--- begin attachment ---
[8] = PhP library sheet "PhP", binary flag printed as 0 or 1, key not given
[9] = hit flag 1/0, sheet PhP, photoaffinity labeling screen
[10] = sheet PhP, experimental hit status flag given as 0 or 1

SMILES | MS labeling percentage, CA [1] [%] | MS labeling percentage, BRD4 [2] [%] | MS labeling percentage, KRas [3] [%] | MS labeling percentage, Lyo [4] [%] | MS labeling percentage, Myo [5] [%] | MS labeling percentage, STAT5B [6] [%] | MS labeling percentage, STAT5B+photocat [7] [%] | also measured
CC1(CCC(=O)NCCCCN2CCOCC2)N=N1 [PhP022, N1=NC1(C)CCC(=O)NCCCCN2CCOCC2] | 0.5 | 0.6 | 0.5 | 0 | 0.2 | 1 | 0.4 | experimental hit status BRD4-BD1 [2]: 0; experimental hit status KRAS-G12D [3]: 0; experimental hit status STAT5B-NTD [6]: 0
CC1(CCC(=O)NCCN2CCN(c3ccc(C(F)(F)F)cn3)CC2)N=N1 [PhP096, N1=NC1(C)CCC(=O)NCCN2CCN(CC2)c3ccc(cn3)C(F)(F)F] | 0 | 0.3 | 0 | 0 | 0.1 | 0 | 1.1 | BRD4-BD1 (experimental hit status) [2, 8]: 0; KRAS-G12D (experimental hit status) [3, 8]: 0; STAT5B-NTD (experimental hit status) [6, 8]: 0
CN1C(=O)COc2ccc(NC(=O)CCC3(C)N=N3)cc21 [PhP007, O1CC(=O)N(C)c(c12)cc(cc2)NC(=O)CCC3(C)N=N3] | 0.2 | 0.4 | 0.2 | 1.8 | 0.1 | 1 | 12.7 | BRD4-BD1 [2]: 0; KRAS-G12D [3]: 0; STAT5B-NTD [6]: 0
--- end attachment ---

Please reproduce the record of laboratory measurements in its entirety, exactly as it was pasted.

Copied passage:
[8] = PhP library sheet "PhP", binary flag printed as 0 or 1, key not given
[9] = hit flag 1/0, sheet PhP, photoaffinity labeling screen
[10] = sheet PhP, experimental hit status flag given as 0 or 1

SMILES | MS labeling percentage, CA [1] [%] | MS labeling percentage, BRD4 [2] [%] | MS labeling percentage, KRas [3] [%] | MS labeling percentage, Lyo [4] [%] | MS labeling percentage, Myo [5] [%] | MS labeling percentage, STAT5B [6] [%] | MS labeling percentage, STAT5B+photocat [7] [%] | also measured
CC1(CCC(=O)NCCCCN2CCOCC2)N=N1 [PhP022, N1=NC1(C)CCC(=O)NCCCCN2CCOCC2] | 0.5 | 0.6 | 0.5 | 0 | 0.2 | 1 | 0.4 | experimental hit status BRD4-BD1 [2]: 0; experimental hit status KRAS-G12D [3]: 0; experimental hit status STAT5B-NTD [6]: 0
CC1(CCC(=O)NCCN2CCN(c3ccc(C(F)(F)F)cn3)CC2)N=N1 [PhP096, N1=NC1(C)CCC(=O)NCCN2CCN(CC2)c3ccc(cn3)C(F)(F)F] | 0 | 0.3 | 0 | 0 | 0.1 | 0 | 1.1 | BRD4-BD1 (experimental hit status) [2, 8]: 0; KRAS-G12D (experimental hit status) [3, 8]: 0; STAT5B-NTD (experimental hit status) [6, 8]: 0
CN1C(=O)COc2ccc(NC(=O)CCC3(C)N=N3)cc21 [PhP007, O1CC(=O)N(C)c(c12)cc(cc2)NC(=O)CCC3(C)N=N3] | 0.2 | 0.4 | 0.2 | 1.8 | 0.1 | 1 | 12.7 | BRD4-BD1 [2]: 0; KRAS-G12D [3]: 0; STAT5B-NTD [6]: 0